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November 2023 AI news roundup: What’s new in the world of AI?

Wondering what’s changed with AI over the last month? Here's an article with everything you need to know so you don't miss anything.

Dec 04, 2023 • 7 Minute Read

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  • Cloud
  • Data
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  • AI & Machine Learning

November was a big month for AI: The release of Amazon Q and the new version of ChatGPT, OpenAI’s first DevDay, U.S. presidential announcements, a new version of Claude, and of course, the leadership tussle with Sam Altman. It was honestly a squeeze to get it all in this article! Here are the biggest headlines.

The November AI headlines

AWS released Amazon Q, the first chatbot built specifically for companies

This was hands-down the most exciting announcement at this year’s re:Invent. Amazon Q is the first AI chatbot made with business in mind from the ground up. You can plug it into data sources like Amazon S3, Microsoft 365, GitHub, Dropbox, Salesforce, Slack, and more, so you don’t have to upload company documents for it to understand your business — it already knows. You can set it to use the rule of least privilege and existing user permissions.

For a full rundown of Amazon Q, including how to use it, we’ve written a comprehensive article: “What is Amazon Q? The AI chatbot for companies.

AWS also upgrades Bedrock, offers new AI processors

AWS re:Invent 2023 was full of AI announcements, including new expansions for Amazon Bedrock such as Guardrails for Amazon Bedrock, Agents for Amazon Bedrock, and enhanced Amazon Bedrock customization features. To power high-performance AI and ML training, AWS announced the next generation of two AWS-designed chip families: Graviton4 and Trainium2.

Anthropic upsized Claude 2.1 to 200k tokens, nearly doubling GPT-4

Claude, Anthropic’s flagship model, now has a 200k token window and a 2x decrease in hallucination rates. Don’t know why that matters? Let’s put it this way: a token is a basic unit of text an AI like Claude uses to process or create language, and a token is roughly 0.75 words. Harry Potter and the Sorcerer’s stone is 77k words, so it would be about 102k tokens — that means Claude could easily read or write something that long.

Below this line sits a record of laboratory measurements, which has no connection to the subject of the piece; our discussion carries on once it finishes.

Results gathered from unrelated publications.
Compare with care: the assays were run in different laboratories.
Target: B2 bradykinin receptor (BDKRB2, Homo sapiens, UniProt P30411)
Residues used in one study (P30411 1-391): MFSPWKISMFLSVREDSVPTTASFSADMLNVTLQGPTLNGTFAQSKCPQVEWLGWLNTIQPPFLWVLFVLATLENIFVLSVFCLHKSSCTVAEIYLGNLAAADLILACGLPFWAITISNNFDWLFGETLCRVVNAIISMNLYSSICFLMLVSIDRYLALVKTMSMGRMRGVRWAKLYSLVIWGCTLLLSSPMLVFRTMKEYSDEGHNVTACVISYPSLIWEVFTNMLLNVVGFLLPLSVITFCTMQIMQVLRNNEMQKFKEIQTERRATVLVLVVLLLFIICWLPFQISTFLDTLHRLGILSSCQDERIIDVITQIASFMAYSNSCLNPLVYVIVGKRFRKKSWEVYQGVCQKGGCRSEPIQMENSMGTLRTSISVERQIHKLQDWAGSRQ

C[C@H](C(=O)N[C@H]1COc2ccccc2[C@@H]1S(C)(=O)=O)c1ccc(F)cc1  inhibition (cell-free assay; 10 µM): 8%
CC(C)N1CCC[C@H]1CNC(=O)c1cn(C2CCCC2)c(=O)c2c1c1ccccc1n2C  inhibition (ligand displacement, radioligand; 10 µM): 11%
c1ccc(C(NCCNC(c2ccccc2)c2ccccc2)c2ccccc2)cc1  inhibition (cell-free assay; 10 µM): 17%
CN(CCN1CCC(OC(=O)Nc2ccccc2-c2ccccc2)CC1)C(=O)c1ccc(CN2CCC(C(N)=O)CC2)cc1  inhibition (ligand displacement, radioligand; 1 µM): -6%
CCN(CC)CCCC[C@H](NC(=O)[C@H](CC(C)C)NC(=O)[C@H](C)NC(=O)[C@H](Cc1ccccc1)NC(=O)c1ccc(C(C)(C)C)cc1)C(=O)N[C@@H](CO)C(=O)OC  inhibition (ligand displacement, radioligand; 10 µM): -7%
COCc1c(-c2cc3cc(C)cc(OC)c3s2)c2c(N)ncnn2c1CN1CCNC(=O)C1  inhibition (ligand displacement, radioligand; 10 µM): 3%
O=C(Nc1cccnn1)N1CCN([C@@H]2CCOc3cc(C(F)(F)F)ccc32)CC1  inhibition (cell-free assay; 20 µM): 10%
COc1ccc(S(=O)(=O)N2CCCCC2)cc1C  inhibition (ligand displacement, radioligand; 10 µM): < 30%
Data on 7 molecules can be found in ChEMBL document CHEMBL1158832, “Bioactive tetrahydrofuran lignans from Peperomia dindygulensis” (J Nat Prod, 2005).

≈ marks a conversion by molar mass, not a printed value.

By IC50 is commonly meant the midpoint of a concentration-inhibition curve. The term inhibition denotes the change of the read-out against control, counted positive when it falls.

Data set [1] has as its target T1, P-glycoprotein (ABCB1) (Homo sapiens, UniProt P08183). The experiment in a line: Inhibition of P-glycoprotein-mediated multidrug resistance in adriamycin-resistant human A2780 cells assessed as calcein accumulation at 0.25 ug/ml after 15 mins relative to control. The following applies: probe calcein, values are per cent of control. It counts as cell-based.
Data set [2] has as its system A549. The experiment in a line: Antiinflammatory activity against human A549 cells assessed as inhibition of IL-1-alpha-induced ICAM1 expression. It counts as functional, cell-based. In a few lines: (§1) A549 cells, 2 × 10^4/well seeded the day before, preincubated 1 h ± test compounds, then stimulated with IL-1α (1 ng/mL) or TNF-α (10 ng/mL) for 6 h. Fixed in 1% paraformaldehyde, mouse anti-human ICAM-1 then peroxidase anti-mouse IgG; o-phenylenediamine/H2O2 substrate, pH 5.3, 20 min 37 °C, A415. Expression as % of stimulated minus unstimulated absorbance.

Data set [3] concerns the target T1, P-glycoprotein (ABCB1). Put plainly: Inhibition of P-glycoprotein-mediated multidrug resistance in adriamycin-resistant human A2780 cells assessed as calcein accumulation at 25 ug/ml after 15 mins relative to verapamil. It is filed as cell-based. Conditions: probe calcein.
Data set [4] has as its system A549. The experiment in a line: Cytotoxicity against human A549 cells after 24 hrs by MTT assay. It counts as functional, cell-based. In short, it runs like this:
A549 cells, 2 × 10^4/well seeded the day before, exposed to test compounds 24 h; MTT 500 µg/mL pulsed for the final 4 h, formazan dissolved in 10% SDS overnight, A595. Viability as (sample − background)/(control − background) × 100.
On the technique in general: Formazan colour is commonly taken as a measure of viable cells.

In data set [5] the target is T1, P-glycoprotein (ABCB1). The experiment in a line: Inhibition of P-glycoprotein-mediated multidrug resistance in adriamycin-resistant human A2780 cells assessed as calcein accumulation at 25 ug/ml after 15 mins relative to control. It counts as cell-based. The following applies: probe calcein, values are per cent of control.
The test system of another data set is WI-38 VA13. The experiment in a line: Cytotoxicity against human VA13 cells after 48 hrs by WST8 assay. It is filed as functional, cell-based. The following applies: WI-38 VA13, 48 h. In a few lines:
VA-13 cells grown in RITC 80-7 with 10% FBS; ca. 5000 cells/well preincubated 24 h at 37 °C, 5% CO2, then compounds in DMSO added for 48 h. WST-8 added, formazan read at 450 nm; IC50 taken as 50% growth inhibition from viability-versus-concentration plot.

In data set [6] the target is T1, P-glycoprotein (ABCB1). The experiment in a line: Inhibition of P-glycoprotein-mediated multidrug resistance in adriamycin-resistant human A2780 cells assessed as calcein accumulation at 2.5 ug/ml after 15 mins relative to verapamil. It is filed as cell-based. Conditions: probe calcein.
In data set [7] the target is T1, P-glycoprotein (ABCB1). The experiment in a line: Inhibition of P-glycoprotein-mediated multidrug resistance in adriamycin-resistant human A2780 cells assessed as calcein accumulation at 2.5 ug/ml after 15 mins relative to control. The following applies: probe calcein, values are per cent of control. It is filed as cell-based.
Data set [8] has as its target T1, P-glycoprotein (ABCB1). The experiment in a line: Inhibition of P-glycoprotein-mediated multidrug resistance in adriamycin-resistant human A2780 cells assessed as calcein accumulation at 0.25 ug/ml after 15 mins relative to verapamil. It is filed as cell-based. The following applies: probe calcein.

In comparison, OpenAI’s latest GPT-4 Turbo model only has a context window of 128k tokens — still long enough to write a HP novel, but not enough to produce Tolkien’s The Fellowship of the Ring at 187k (That said, we’re only talking about the quantity of output, not quality.) All of this is good news for Google and Amazon, who have both heavily invested into Anthropic and Claude in a bid to prop up a competitor to OpenAI, who are joined at the hip with Microsoft. 

Don’t know much about Claude? Check out our explainer article: “What is Claude AI, and how does it compare to ChatGPT?

Microsoft offers new Copilots, including Microsoft 365 Copilot AI & Studio

Microsoft 365 Copilot AI assistant was launched for certain enterprise customers, offering them an LLM AI assistant that changes the way Office documents are created and edited. They also launched Microsoft Copilot studio, a low-code tool to customize Microsoft Copilot or build standalone copilots.

Microsoft rebrands Bing Chat to Copilot

If you’ve jumped onto Bing this year, you might have noticed the ChatGPT-like interface integrated into the search results. Despite being partnered with OpenAI, Microsoft has rebranded Bing to Copilot better position itself as the first option for consumers and businesses, and align with all the Copilot-branded products its offering.

ChatGPT now works with images and voice

As of November, you can now upload images and have ChatGPT interpret them, or have it create images for you. That means you can get help identifying things, get instructions, or use pictures to solve problems. If you’re using the mobile appl, you can also interact using your voice for input.

This was just one of the many announcements at OpenAI’s first ever developer conference, DevDay, in San Francisco. Expect DevDay to be a part of the tech circuit in 2024 onward.

OpenAI released custom GPT building feature for ChatGPT

You can now create tailored versions of ChatGPT to better suit your day-to-day needs. you’re one of those people who has a long list of useful prompts that you just copy-and-paste over and over again into ChatGPT (or even if you aren’t), then GPTs are for you. Not only can you create your very own, but you can also share them with others.